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From Dance Fever to Digital Video

From Dance Fever to Digital Video

Articles - Festival Beat

Rick Friedman

Rick Friedman

Though currently enjoying enormous success as the
president and co-founder of Mindshare Ventures, don’t expect Rick
Friedman to bask in the glory for too long. The man who is helping
to bring the first of what he hopes will be many DV events to the
Big Apple has made a career of keeping up with the trends.

Riding the disco wave of the ’70s, Friedman created
(and was the original emcee of) the extremely popular syndicated
show Dance Fever. His work in music continued into the ’80s, where
he produced, directed and presented more than 80 events, including
concerts and musical theater events with a diverse slate of artists
including Benny Goodman, Lionel Hampton, Harry James, Count Basie
and Buddy Rich. He then moved into the publishing industry, where
he was an executive at Parade Magazine, publisher at John
Wiley and Sons and founder of SIGS Publication, which was one of
the largest privately held computer magazine/book publishers in
the United States.

Today, with Mindshare Ventures, Friedman is working
to create a number of professional events around the country. His
company’s first effort was a "serious conference" for
Internet entrepreneurs, and he’s since created a concept called
"speedpitching," in which selected start-up and early
stage entrepreneurs are given the opportunity to pitch their company,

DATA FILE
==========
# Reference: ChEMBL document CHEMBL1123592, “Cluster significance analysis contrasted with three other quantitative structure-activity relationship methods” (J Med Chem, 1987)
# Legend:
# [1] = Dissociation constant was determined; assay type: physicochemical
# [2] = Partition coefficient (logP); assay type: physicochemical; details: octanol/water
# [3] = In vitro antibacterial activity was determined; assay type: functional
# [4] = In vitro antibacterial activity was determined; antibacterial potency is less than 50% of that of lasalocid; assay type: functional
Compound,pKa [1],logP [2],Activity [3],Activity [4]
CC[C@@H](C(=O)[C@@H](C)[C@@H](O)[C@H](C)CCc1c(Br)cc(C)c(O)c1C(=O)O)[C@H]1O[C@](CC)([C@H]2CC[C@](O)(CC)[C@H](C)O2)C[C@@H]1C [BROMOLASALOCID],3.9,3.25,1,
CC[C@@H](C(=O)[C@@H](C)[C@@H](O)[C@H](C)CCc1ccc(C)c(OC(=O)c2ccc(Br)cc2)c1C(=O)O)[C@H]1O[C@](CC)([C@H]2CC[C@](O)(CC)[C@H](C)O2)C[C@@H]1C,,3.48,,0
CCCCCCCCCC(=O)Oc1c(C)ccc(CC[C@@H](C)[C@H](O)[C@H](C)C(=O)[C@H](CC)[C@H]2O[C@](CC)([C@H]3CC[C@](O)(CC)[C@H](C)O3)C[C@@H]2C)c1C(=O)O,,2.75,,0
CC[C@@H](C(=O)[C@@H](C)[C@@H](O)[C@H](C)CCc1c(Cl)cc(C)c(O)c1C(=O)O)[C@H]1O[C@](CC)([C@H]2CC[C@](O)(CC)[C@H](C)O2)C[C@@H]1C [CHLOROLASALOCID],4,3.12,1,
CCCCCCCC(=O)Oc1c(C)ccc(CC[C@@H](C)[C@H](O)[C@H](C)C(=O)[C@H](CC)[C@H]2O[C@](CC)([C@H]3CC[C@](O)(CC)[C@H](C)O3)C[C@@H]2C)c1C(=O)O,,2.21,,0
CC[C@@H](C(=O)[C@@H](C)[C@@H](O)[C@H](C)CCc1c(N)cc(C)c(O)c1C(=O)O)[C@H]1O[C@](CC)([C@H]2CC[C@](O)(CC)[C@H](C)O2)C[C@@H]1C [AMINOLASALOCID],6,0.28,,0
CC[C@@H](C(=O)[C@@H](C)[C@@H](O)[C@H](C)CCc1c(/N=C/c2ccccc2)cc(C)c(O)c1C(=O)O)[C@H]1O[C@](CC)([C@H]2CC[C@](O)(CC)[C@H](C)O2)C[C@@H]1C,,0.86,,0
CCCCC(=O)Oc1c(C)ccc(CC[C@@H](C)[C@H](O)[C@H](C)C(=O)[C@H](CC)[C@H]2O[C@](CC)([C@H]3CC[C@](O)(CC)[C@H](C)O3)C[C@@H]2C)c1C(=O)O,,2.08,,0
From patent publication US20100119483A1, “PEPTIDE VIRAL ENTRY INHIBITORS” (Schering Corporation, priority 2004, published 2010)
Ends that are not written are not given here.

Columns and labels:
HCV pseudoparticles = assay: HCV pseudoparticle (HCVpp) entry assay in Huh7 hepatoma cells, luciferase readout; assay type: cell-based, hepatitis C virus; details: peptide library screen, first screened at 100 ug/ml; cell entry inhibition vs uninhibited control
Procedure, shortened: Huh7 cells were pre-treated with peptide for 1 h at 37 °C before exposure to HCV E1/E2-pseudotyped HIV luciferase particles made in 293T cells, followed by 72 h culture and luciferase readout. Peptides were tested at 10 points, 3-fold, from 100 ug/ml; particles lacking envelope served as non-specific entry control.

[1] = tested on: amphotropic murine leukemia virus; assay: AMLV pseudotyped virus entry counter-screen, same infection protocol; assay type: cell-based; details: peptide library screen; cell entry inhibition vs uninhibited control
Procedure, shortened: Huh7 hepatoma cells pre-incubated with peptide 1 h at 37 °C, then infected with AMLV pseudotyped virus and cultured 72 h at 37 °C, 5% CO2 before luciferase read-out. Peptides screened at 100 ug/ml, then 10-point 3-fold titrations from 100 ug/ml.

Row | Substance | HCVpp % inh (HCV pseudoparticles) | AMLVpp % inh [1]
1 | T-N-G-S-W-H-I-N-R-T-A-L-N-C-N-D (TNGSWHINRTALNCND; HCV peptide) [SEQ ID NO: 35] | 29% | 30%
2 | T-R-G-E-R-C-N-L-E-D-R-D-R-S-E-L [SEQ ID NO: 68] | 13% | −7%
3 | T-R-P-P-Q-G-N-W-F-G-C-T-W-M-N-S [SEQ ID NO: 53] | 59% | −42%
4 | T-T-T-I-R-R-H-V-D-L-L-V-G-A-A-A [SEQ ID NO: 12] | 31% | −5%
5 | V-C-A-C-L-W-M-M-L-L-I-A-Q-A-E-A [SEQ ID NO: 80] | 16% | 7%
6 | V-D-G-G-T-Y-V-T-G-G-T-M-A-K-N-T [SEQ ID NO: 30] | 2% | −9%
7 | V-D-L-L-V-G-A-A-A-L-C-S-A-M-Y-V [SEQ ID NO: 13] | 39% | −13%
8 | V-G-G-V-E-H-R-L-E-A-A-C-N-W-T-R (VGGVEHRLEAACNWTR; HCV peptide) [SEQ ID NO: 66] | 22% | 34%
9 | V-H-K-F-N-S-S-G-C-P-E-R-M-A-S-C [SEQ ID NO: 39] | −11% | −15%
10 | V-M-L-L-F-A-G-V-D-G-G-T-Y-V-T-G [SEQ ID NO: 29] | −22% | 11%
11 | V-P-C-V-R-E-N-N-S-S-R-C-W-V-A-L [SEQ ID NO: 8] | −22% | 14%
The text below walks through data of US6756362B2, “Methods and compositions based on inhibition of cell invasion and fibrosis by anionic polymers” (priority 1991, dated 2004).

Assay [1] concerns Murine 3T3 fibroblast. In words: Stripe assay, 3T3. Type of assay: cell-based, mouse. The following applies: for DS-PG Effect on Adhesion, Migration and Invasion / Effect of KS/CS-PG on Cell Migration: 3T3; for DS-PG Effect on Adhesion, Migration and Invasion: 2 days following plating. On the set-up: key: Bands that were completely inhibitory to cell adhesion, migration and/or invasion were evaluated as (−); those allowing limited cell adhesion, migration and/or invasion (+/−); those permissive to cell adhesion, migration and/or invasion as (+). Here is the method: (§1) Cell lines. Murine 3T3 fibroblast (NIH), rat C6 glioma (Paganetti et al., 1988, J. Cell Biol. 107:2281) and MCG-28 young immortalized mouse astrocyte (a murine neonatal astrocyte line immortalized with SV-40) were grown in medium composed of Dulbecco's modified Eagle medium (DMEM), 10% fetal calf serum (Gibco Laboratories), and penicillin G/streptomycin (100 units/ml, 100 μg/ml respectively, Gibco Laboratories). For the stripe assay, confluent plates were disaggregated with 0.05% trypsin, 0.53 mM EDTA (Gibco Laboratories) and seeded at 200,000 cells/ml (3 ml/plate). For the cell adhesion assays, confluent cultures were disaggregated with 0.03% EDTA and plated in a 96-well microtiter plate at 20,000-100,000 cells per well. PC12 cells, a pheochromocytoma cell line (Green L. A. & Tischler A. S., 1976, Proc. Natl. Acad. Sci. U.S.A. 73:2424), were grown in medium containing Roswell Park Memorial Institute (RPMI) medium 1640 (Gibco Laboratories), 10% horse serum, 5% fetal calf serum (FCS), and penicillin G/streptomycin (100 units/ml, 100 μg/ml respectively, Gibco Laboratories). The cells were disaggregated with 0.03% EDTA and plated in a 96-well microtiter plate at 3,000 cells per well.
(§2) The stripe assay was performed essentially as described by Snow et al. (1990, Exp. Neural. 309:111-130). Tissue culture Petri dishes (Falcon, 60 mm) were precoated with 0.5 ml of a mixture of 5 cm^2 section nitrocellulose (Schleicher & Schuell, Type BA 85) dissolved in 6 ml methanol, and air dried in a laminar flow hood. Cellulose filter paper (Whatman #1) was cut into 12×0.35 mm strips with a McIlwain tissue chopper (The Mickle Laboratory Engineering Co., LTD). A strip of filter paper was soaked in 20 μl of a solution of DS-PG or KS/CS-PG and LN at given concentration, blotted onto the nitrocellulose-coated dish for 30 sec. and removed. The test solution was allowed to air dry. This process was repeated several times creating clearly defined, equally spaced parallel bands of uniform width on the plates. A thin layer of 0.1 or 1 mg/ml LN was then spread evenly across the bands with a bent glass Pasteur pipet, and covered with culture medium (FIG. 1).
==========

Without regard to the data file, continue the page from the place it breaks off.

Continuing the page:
in five minutes, one-on-one, to 10 venture capitalists, in the hopes
of securing financing. In December 2001, the company produced the
Avid World East & Pro Tools Conference in New York City and
from February 10 – 14, 2002, they will bring the first ever DV Show
to New York.

Jennifer Wood (MM): This is really quite
an undertaking for a first-time event. When did the idea for the
NY DV Show originate?

Rick Friedman (RF): While co-creating and producing
AVID World East, we discovered a great need, interest and opportunity
for other DV-based products-Adobe, Apple FCP and others. People
constantly asked us when we’d cover these other non-Avid topics,
so we went for it. We decided to take the "chessboard down
the center" by producing the largest conference ever assembled-a
whopping 170 hand-picked sessions-under the direction of our partner,
co-producer and conference chair, Ben Kozuch, who’s president and
owner of Future Media Concepts, the largest training school in the
Northeast.

We feel that New York City is the hotbed of DV usage,
with Madison Avenue, Silicon Alley, Corporate 500 and film/post-production
industries, so we needed to produce a "New York-sized"
event.

MM: What’s the difference between the Expo
and Conference parts of the event?

RF: The intent of The New York DV Show is to
cover, in one five-day event, the capturing, editing, designing
and delivery of DV content. It all starts on February 10th, with
three intensive user conferences for very popular products: Apple
Final Cut Pro, Adobe After Effects and Avid Xpress DV.

That’s followed by two days of the DV core conference,
which focuses on capture, editing, effects, Web streaming and DVD
authoring. In total, there are 170 sessions over the five days,
including night school classes. We expect 500 attendees for the
conference sessions.

MM: Why choose to focus on three specific
products as opposed to topics, for instance? And how did you choose
which products to focus the event on?

RF: Our research showed that Apple FCP, Adobe
AE and Avid Xpress DV are key products in the digital video industry
with huge user bases; new product versions create an ongoing "need-to-know"